- This account gives me another “after-tax” bucket of money to diversify my tax situation when I’m retired. Taxes are fairly low right now, and I’d rather pay them now than later.
- There aren’t a lot of ways to completely dodge taxes with investments. Having another method where my money can grow tax free is a no-brainer.
Here’s a screenshot of my Betterment Roth IRA, which is pretty similar to the savings account you saw from earlier.
I have one main credit card that is a key part of my financial automation system, my Southwest Airlines Plus card, and a number of other smaller cards that allow me to accomplish sub-goals such as building my credit score and spreading out my cash flow.
Essentially all of my semi-large bills are paid for with this card through automated transactions when they are due. I never have to worry about mailing checks, filling out online forms, sending online payments, or paying any other bill manually.
Since this is my main form of paying bills and spending and I have so many automatic charges on it, I have a daily text message alert for this card to let me know what my balance is. I have a pretty good idea of what my balance needs to be and when for my expenses and income to line up. If it’s ever too high, I know when to cool it on the spending.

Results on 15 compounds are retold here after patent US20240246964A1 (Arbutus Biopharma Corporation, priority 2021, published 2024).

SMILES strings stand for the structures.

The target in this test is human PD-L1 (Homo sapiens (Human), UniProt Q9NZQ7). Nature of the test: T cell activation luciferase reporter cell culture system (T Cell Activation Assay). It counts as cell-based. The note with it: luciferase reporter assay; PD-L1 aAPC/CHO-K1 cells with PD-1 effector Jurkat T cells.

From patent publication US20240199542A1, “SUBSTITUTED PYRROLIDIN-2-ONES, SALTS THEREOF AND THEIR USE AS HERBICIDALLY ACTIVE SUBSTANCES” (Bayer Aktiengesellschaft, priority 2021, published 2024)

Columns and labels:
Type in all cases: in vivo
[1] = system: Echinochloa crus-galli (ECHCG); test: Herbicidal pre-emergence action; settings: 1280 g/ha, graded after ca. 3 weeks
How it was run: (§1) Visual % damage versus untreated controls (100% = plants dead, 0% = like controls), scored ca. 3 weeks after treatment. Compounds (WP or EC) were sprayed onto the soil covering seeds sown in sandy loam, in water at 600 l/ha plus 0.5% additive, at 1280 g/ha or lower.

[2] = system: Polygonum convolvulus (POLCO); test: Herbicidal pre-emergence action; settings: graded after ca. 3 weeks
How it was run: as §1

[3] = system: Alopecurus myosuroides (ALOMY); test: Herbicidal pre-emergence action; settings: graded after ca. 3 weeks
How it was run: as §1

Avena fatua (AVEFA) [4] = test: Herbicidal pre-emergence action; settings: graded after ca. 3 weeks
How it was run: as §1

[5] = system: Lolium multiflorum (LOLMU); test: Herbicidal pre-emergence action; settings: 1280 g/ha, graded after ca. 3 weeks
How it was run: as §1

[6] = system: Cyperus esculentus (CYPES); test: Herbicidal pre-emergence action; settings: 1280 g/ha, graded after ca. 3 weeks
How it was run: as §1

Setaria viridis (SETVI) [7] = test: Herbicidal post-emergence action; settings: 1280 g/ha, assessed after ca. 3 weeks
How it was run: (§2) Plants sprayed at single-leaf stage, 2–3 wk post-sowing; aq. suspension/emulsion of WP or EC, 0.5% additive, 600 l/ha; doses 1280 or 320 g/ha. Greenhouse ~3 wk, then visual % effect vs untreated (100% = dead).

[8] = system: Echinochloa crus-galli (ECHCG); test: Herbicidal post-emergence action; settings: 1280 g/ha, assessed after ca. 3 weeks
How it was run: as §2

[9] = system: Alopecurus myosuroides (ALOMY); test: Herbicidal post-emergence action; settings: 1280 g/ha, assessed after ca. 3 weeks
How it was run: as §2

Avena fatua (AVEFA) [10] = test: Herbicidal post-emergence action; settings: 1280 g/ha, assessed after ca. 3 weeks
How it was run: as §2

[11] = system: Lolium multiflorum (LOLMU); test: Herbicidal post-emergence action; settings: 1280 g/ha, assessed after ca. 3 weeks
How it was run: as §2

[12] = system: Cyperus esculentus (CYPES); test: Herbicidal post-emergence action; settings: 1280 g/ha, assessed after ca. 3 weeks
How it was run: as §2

I also have a few other credit cards that I’ve acquired over time that I keep active by paying very small bills on them, such as Spotify, Dollar Shave Club, and Netflix. This helps me increase my credit utilization rate, which increases my credit score. This part is purely an optimization and is optional.
So why use a credit card over a debit card?
The answers are very important to the effectiveness of this system.
First, my Southwest Plus card allows me to earn rewards points for spending that I am going to do anyway, so I might as well take advantage of it. I travel fairly frequently, so it makes sense for me to have a travel rewards card. I earn points for every single purchase I make, and rarely pay for plane tickets.
Second, and most importantly, I can set up with my bank the exact day I pay my credit card bill (obviously not possible with a debit card, since the money comes out of your account immediately). This allows me to time my payments a few days after my paycheck and other forms of income hit my account, which are all 100% predictable.